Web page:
U.S. - snuff out dissolvable smokeless-tobacco products before they can get a toehold ..

May 26, 2009 - Two senators are aiming to snuff out dissolvable smokeless-tobacco products before they can get a toehold in the U.S. market. U.S. Sens. Jeff Merkley, D-Ore., and Sherrod Brown, D-Ohio amendment to the proposed FDA regulation bill from Sen. Ted Kennedy, D-Mass., is stoking the debate regarding the viability and possible less-hazardous role of smokeless tobacco products. U.S. Senator Jeff Merkley; U.S. Senator Sherrod Brown

The senators have labeled as "tobacco candy" the three dissolvable products being test marketed by R.J. Reynolds Tobacco Co. The senators say that the dissolvable products are aimed at getting youths hooked on tobacco and nicotine. They said that some of the products are sold in containers "designed to resemble cell phones."
"There is no doubt that smokeless tobacco products are aimed squarely at children," Brown said. "We have a responsibility to protect children from suggestive marketing and dangerous products."

Reynolds counters that the products -- a pellet (Camel Orbs), a twisted stick the size of a toothpick (Camel Sticks) and a filmlike strip for the tongue (Camel Strips) -- are aimed at adult consumers who want to use a tobacco product in places where they can no longer smoke by federal and state law. Reynolds is plowing ahead with its smokeless-tobacco initiatives as part of what Susan Ivey, its chairwoman and chief executive, calls its transformation into becoming a "total tobacco company."

In October, Reynolds introduced the first dissolvable product Camel Orbs in test markets in Columbus, Ohio, Indianapolis and Portland, Ore. The products are made of finely milled tobacco and come in flavor styles called "fresh" and "mellow." They last from two to three minutes for the strips, 10 to 15 minutes for the orbs and 20 to 30 minutes for the sticks. The Camel Orbs container and the pellets look quite similar to candies such as Tic Tac. We hear that kids like the little Camel on the container.

Just like with Camel SNUS, Reynolds has tried just about every possible way to get a container of Camel Orbs in the hands of anyone that shows any interest.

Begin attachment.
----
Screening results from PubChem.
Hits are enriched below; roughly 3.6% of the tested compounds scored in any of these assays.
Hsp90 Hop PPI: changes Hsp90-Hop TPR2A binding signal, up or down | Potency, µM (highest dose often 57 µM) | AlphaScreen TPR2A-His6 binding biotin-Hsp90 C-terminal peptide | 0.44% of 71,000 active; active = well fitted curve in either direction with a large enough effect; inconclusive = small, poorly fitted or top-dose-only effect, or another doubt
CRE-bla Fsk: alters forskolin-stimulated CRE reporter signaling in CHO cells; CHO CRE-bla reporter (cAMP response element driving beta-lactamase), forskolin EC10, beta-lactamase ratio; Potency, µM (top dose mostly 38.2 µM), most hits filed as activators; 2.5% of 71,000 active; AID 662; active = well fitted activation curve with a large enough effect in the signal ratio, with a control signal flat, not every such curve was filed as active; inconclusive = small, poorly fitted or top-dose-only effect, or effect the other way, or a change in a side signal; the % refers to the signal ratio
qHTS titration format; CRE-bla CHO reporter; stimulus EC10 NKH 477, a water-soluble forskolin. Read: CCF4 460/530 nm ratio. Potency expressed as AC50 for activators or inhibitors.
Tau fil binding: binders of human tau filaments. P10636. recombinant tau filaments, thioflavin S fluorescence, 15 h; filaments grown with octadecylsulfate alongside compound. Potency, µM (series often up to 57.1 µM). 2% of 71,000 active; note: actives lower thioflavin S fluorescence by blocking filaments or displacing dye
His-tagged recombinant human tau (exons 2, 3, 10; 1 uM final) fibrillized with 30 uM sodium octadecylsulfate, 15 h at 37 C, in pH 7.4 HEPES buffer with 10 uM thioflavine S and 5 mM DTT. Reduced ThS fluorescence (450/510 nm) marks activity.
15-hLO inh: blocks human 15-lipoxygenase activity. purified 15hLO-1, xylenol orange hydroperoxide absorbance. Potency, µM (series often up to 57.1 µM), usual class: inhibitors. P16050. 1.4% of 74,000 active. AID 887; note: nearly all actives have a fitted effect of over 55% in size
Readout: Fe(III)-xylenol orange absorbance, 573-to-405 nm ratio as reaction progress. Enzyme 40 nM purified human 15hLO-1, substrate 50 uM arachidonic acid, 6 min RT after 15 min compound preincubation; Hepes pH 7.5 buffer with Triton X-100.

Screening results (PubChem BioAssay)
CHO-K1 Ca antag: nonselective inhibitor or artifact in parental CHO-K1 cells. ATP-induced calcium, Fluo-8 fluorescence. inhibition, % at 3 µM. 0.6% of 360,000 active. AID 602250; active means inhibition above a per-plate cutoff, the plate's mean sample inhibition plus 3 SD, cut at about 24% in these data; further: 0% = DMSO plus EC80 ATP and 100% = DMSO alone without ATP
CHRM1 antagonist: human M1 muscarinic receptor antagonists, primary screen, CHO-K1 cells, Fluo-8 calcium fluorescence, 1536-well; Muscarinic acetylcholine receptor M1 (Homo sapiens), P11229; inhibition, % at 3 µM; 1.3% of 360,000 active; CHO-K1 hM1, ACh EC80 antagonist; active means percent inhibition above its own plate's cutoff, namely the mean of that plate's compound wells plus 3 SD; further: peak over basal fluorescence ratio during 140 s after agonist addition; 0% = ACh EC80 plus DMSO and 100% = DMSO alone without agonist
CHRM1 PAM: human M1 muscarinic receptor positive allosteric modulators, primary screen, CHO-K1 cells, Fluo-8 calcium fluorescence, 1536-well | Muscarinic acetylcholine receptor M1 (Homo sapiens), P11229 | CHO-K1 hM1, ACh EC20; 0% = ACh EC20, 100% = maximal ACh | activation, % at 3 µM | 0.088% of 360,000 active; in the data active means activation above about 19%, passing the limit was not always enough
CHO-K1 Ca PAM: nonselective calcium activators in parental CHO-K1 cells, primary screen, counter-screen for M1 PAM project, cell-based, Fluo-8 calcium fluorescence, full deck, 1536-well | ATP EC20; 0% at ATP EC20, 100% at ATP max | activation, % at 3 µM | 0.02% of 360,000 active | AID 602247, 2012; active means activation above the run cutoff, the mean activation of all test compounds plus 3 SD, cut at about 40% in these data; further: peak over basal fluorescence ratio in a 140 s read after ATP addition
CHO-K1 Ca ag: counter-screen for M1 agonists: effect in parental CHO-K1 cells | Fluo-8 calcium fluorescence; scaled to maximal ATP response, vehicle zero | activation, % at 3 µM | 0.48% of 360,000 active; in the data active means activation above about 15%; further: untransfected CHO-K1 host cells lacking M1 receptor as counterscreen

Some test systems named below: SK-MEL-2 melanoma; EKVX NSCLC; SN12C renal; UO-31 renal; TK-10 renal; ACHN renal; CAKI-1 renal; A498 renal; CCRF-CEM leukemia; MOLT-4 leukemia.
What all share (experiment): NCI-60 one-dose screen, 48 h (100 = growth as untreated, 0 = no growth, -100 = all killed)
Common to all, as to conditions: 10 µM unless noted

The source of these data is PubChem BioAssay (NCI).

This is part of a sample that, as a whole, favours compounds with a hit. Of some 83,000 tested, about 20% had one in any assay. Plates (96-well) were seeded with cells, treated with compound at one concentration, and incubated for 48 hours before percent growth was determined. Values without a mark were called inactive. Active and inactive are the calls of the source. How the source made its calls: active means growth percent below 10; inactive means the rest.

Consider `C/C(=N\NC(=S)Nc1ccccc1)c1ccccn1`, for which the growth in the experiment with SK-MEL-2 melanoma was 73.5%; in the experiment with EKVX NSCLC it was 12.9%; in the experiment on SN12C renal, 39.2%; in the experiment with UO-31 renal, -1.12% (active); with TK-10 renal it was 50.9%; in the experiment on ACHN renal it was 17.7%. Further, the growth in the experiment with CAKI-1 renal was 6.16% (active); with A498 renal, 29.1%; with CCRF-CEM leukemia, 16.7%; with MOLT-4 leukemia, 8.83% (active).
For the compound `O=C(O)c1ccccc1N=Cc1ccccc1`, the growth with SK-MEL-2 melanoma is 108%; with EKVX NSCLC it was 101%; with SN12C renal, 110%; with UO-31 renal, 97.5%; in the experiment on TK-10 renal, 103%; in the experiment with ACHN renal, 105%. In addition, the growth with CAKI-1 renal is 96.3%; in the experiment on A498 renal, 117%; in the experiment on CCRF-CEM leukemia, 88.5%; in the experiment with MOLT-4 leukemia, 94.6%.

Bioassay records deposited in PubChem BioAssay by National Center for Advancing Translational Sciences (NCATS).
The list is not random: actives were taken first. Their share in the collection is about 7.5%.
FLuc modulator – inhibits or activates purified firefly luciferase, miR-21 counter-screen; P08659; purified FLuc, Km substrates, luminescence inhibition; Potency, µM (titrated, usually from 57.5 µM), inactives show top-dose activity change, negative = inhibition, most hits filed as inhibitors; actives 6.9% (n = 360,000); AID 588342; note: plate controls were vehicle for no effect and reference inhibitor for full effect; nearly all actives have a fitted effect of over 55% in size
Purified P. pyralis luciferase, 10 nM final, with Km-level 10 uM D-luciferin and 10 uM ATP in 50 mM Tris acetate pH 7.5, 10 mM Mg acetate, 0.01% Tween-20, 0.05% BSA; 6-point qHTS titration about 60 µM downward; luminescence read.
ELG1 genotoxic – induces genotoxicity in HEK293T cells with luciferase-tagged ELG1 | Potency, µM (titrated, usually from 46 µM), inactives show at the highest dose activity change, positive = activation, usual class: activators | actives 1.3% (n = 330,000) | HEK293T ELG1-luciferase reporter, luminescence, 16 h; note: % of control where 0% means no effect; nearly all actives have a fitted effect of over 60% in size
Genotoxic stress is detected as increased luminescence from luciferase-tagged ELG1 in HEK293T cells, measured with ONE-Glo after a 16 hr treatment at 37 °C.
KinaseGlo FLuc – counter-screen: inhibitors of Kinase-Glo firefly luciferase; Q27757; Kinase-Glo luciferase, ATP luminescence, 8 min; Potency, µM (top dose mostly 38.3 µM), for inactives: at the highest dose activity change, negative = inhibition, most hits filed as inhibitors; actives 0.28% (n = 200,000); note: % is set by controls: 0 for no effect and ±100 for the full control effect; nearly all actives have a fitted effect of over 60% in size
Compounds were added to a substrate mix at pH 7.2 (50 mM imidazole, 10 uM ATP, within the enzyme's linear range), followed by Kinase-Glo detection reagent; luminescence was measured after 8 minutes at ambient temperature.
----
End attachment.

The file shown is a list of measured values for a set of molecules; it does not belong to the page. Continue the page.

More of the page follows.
The good senator from Oregon she ask Reynolds why they keep on selecting Portland, Oregon as a test market site - first for Camel SNUS and now with the Camel Dissolvables.

The senators' amendment was approved last week by a 15-8 vote, mostly along party lines, in the Senate committee on Health, Education, Labor and Pension. Both North Carolina senators, Republican Richard Burr and Democrat Kay Hagan, voted against the amendment.

The Kennedy bill is expected to be dealt with in the Senate next week. Like the House version of the bill that was passed in April, it would impose restrictions on the marketing of cigarettes, cigars and smokeless tobacco and allow the FDA to regulate the content of cigarettes.

By introducing the amendment, the senators may be providing the means for scientifically proving whether smokeless products are less hazardous than cigarettes.
Such a definitive test in the United States, which would be under the auspices of the Tobacco Products Scientific Advisory committee, has been requested for years by advocates on both sides of the issue.A report would be presented within two years to the FDA if it is given oversight of the industry. - why 2-years??

Julie Edwards, a spokeswoman for Merkley, said that unlike nicotine gum, which is meant to be used for a limited time with decreasing use of nicotine, "tobacco candy is meant to start or continue the addiction and may have even higher doses of nicotine than cigarettes." "We are talking about a product that hasn't been strenuously studied but is assumed to carry many of the same risks as chewing tobacco -- including the risk of cancer."

Both Reynolds officials and some smokeless-tobacco advocates dispute Edwards' statement on higher doses of nicotine in smokeless products.

Tommy Payne, the executive vice president of public affairs for Reynolds, said that the senators' amendment is part of an "abstinence-only strategy that only provides three options for smokers -- cigarettes, nicotine replacement or quitting cold turkey. Our smokeless products are part of a strategy aimed at harm reduction that is backed by scientists and elements of the antismoking advocacy groups," Payne said.
"Their intent with the dissolvable study could be beneficial to our efforts if the science reveals what we believe it will."

Reference: U.S. senators attack Reynolds' alternative They propose amendment to FDA tobacco bill to ban dissolvable smokeless products by Richard Craver, Winston=Salem Journal, 5/26/2009.

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